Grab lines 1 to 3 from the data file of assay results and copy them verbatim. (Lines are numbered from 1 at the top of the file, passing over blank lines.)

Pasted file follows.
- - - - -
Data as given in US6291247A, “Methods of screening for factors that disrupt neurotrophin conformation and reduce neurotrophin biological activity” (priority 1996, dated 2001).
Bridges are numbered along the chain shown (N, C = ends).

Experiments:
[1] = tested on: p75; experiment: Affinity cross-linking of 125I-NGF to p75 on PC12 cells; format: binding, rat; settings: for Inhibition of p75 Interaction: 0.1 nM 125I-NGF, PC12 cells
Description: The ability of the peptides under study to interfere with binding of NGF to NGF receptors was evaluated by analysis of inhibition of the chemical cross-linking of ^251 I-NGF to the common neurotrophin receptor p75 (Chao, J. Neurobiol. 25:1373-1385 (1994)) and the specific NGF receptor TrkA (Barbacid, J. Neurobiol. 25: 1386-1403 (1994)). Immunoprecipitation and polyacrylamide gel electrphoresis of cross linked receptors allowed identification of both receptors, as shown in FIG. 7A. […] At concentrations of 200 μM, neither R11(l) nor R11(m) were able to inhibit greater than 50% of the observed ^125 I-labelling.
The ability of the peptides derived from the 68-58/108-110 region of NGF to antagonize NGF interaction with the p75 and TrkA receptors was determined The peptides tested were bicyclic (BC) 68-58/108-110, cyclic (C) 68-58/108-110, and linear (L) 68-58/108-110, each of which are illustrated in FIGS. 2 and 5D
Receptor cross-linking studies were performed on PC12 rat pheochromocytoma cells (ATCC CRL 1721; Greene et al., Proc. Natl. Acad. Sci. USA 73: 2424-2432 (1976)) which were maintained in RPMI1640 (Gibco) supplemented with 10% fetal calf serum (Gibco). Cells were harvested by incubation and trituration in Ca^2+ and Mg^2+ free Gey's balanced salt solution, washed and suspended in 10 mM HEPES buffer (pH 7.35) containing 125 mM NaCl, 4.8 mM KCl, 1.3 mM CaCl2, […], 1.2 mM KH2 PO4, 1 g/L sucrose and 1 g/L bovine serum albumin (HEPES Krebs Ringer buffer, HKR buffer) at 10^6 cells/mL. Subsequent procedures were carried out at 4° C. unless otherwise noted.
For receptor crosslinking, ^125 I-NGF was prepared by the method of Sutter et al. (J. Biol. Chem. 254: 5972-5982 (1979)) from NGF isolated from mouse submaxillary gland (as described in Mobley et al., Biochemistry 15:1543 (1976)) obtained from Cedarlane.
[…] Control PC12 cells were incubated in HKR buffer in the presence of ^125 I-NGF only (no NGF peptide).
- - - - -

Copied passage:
Data as given in US6291247A, “Methods of screening for factors that disrupt neurotrophin conformation and reduce neurotrophin biological activity” (priority 1996, dated 2001).
Bridges are numbered along the chain shown (N, C = ends).

Experiments: